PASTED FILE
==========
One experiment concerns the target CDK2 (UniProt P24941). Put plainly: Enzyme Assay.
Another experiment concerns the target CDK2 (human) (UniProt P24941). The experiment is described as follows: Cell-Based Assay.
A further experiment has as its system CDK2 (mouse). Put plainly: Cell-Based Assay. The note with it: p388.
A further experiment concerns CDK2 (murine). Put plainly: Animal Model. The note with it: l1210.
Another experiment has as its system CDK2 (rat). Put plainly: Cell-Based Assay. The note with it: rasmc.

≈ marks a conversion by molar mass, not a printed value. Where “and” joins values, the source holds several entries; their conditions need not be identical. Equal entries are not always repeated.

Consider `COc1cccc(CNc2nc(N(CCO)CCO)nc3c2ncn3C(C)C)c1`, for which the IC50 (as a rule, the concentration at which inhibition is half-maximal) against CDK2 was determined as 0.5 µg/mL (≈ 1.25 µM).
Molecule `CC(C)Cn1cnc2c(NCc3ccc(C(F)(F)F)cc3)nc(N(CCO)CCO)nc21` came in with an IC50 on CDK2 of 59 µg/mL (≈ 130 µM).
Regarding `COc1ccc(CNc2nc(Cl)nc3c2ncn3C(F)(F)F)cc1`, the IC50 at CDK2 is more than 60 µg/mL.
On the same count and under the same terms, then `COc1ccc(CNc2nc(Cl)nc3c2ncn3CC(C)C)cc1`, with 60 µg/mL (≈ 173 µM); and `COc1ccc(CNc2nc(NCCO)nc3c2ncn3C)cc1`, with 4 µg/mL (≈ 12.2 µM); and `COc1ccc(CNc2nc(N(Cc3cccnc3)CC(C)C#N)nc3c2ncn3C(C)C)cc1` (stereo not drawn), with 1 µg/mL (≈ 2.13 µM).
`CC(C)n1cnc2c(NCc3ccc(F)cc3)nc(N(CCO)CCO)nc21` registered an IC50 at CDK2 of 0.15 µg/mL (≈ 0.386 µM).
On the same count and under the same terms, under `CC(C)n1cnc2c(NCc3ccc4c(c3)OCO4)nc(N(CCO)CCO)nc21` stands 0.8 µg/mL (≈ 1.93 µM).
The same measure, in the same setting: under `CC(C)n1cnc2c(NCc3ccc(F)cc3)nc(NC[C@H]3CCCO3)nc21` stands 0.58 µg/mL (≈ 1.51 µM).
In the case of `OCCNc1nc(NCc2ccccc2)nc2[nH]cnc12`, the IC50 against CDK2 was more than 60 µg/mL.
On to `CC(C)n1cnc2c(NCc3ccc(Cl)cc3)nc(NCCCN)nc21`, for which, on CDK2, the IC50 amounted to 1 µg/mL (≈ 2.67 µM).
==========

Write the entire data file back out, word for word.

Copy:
One experiment concerns the target CDK2 (UniProt P24941). Put plainly: Enzyme Assay.
Another experiment concerns the target CDK2 (human) (UniProt P24941). The experiment is described as follows: Cell-Based Assay.
A further experiment has as its system CDK2 (mouse). Put plainly: Cell-Based Assay. The note with it: p388.
A further experiment concerns CDK2 (murine). Put plainly: Animal Model. The note with it: l1210.
Another experiment has as its system CDK2 (rat). Put plainly: Cell-Based Assay. The note with it: rasmc.

≈ marks a conversion by molar mass, not a printed value. Where “and” joins values, the source holds several entries; their conditions need not be identical. Equal entries are not always repeated.

Consider `COc1cccc(CNc2nc(N(CCO)CCO)nc3c2ncn3C(C)C)c1`, for which the IC50 (as a rule, the concentration at which inhibition is half-maximal) against CDK2 was determined as 0.5 µg/mL (≈ 1.25 µM).
Molecule `CC(C)Cn1cnc2c(NCc3ccc(C(F)(F)F)cc3)nc(N(CCO)CCO)nc21` came in with an IC50 on CDK2 of 59 µg/mL (≈ 130 µM).
Regarding `COc1ccc(CNc2nc(Cl)nc3c2ncn3C(F)(F)F)cc1`, the IC50 at CDK2 is more than 60 µg/mL.
On the same count and under the same terms, then `COc1ccc(CNc2nc(Cl)nc3c2ncn3CC(C)C)cc1`, with 60 µg/mL (≈ 173 µM); and `COc1ccc(CNc2nc(NCCO)nc3c2ncn3C)cc1`, with 4 µg/mL (≈ 12.2 µM); and `COc1ccc(CNc2nc(N(Cc3cccnc3)CC(C)C#N)nc3c2ncn3C(C)C)cc1` (stereo not drawn), with 1 µg/mL (≈ 2.13 µM).
`CC(C)n1cnc2c(NCc3ccc(F)cc3)nc(N(CCO)CCO)nc21` registered an IC50 at CDK2 of 0.15 µg/mL (≈ 0.386 µM).
On the same count and under the same terms, under `CC(C)n1cnc2c(NCc3ccc4c(c3)OCO4)nc(N(CCO)CCO)nc21` stands 0.8 µg/mL (≈ 1.93 µM).
The same measure, in the same setting: under `CC(C)n1cnc2c(NCc3ccc(F)cc3)nc(NC[C@H]3CCCO3)nc21` stands 0.58 µg/mL (≈ 1.51 µM).
In the case of `OCCNc1nc(NCc2ccccc2)nc2[nH]cnc12`, the IC50 against CDK2 was more than 60 µg/mL.
On to `CC(C)n1cnc2c(NCc3ccc(Cl)cc3)nc(NCCCN)nc21`, for which, on CDK2, the IC50 amounted to 1 µg/mL (≈ 2.67 µM).